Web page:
Codiac Transpo passengers will see significant service changes once the contract dispute ends and the buses are back on the roads, say Moncton city officials.
The lockout continues, but senior managers are already working on ways to increase daily bus trips, offer better access for people with disabilities and set up internet service, said Marie-Claire Pierce, the city's senior transit planner.
They are also completely revamping their bus routes, particularly for people travelling between Moncton, Riverview and Dieppe, said Pierce.
The goal is to make travelling between the tri-communities much more efficient, she said.
"Years ago we had people basically going from Riverview to Moncton to work. But now there's likely just as many people going from Dieppe and Moncton to Riverview to work."
Plans to reduce transfer times
Denise Babineau used to take the bus from her home in Riverview to her work in Moncton every morning.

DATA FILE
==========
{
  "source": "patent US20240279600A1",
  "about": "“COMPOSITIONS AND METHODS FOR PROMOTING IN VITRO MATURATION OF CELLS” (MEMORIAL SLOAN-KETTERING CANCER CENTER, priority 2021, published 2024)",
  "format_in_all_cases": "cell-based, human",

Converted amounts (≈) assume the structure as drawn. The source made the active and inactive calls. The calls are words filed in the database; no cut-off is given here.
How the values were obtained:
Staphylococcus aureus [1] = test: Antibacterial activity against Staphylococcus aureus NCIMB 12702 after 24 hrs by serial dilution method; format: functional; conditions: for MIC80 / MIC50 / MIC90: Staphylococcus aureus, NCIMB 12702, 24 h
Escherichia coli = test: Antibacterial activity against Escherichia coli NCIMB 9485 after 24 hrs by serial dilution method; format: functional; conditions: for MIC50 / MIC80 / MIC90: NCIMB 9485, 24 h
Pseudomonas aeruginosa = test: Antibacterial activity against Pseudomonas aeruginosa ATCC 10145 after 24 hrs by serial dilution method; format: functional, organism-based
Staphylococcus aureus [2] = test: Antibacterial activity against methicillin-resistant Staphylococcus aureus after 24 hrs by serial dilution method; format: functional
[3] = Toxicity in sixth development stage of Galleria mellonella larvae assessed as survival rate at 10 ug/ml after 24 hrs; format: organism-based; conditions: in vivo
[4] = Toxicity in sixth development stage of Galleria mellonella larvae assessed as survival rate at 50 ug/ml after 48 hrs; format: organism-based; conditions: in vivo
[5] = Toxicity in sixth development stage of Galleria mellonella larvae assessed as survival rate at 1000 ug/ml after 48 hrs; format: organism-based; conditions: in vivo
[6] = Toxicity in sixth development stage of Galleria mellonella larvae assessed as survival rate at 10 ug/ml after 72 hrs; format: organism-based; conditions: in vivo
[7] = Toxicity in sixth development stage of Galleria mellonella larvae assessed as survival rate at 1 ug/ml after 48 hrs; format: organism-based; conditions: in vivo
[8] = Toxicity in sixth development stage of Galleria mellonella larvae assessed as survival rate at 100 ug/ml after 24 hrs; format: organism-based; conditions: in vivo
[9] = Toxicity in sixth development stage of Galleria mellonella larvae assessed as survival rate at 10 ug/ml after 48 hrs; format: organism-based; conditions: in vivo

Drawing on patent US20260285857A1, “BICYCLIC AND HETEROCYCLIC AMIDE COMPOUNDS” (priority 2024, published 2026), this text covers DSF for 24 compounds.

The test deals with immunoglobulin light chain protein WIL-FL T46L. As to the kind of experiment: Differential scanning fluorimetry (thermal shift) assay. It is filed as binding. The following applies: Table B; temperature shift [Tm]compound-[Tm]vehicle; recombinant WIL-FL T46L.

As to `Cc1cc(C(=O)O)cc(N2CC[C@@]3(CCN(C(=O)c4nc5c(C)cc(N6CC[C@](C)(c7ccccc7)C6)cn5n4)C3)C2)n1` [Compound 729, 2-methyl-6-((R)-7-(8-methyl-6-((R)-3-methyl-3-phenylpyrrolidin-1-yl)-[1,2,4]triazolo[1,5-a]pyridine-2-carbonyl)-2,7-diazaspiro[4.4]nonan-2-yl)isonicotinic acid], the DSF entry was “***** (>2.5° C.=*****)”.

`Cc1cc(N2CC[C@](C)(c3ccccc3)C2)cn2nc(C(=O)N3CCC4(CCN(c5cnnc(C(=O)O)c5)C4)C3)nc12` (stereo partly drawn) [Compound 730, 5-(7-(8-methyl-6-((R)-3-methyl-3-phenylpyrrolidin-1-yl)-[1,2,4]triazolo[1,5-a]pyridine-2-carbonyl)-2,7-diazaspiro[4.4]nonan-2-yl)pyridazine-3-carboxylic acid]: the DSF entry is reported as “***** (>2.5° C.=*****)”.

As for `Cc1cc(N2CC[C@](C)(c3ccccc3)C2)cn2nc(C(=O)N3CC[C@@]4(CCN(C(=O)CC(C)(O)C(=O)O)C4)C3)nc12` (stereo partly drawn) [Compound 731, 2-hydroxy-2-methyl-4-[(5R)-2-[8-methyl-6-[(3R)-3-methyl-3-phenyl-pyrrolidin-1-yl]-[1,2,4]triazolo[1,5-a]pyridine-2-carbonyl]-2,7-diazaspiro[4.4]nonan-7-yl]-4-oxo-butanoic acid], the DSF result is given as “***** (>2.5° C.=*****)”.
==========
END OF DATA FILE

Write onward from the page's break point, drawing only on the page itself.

But her office recently moved to Dieppe and now it takes her more than an hour to get to work by bus, when she could drive there in 10 minutes.
"With the transfer times, sometimes it's a 20-minute wait sometimes it's a half hour-wait sometimes it's a 45-minute wait, just depending on what time you arrive," said Babineau.
If one bus travelled directly from Riverview to Dieppe, Babineau said she could get to work on time.
Pierce said it's complicated because Moncton, Riverview and Dieppe all own their own buses and manage their own routes. But officials are trying to cut back transfer wait times by better co-ordinating their schedules.
"We know that's a big issue with a lot of people," she said. "That is what we are looking to eliminate or have a very, very quick transfer."
Moncton locked out about 80 Codiac Transpo bus drivers, mechanics and service people on June 27 in an ongoing contract dispute, with wages being a key stumbling block.
The city is offering to pay drivers $52,000 a year by 2017, but the Amalgamated Transit Union Local 1290 is holding out in hopes of being paid $60,000 per year by 2018.
The workers, who are currently paid about $44,000 a year, have been without a contract since 2010.